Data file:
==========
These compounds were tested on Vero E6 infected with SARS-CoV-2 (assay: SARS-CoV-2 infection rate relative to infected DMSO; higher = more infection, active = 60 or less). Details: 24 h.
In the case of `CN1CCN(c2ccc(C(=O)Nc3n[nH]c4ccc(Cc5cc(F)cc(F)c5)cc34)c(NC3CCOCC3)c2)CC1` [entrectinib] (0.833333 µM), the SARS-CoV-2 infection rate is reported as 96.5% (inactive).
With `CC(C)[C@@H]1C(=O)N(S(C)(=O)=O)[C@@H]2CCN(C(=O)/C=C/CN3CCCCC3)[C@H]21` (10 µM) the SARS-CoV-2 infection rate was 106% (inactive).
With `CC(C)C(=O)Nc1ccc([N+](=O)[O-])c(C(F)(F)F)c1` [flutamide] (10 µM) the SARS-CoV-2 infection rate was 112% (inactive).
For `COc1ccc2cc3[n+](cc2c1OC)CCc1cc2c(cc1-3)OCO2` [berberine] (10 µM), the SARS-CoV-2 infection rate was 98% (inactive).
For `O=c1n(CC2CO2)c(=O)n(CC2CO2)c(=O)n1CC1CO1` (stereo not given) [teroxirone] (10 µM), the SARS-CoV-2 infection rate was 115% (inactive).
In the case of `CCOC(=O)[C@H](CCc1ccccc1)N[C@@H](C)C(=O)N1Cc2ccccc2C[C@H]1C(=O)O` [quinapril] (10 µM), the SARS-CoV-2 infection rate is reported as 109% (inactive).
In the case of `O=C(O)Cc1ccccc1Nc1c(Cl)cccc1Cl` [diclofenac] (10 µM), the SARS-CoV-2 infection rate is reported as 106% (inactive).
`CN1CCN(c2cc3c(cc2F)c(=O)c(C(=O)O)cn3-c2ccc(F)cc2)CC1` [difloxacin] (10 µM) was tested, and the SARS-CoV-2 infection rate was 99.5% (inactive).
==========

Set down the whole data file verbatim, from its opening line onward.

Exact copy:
These compounds were tested on Vero E6 infected with SARS-CoV-2 (assay: SARS-CoV-2 infection rate relative to infected DMSO; higher = more infection, active = 60 or less). Details: 24 h.
In the case of `CN1CCN(c2ccc(C(=O)Nc3n[nH]c4ccc(Cc5cc(F)cc(F)c5)cc34)c(NC3CCOCC3)c2)CC1` [entrectinib] (0.833333 µM), the SARS-CoV-2 infection rate is reported as 96.5% (inactive).
With `CC(C)[C@@H]1C(=O)N(S(C)(=O)=O)[C@@H]2CCN(C(=O)/C=C/CN3CCCCC3)[C@H]21` (10 µM) the SARS-CoV-2 infection rate was 106% (inactive).
With `CC(C)C(=O)Nc1ccc([N+](=O)[O-])c(C(F)(F)F)c1` [flutamide] (10 µM) the SARS-CoV-2 infection rate was 112% (inactive).
For `COc1ccc2cc3[n+](cc2c1OC)CCc1cc2c(cc1-3)OCO2` [berberine] (10 µM), the SARS-CoV-2 infection rate was 98% (inactive).
For `O=c1n(CC2CO2)c(=O)n(CC2CO2)c(=O)n1CC1CO1` (stereo not given) [teroxirone] (10 µM), the SARS-CoV-2 infection rate was 115% (inactive).
In the case of `CCOC(=O)[C@H](CCc1ccccc1)N[C@@H](C)C(=O)N1Cc2ccccc2C[C@H]1C(=O)O` [quinapril] (10 µM), the SARS-CoV-2 infection rate is reported as 109% (inactive).
In the case of `O=C(O)Cc1ccccc1Nc1c(Cl)cccc1Cl` [diclofenac] (10 µM), the SARS-CoV-2 infection rate is reported as 106% (inactive).
`CN1CCN(c2cc3c(cc2F)c(=O)c(C(=O)O)cn3-c2ccc(F)cc2)CC1` [difloxacin] (10 µM) was tested, and the SARS-CoV-2 infection rate was 99.5% (inactive).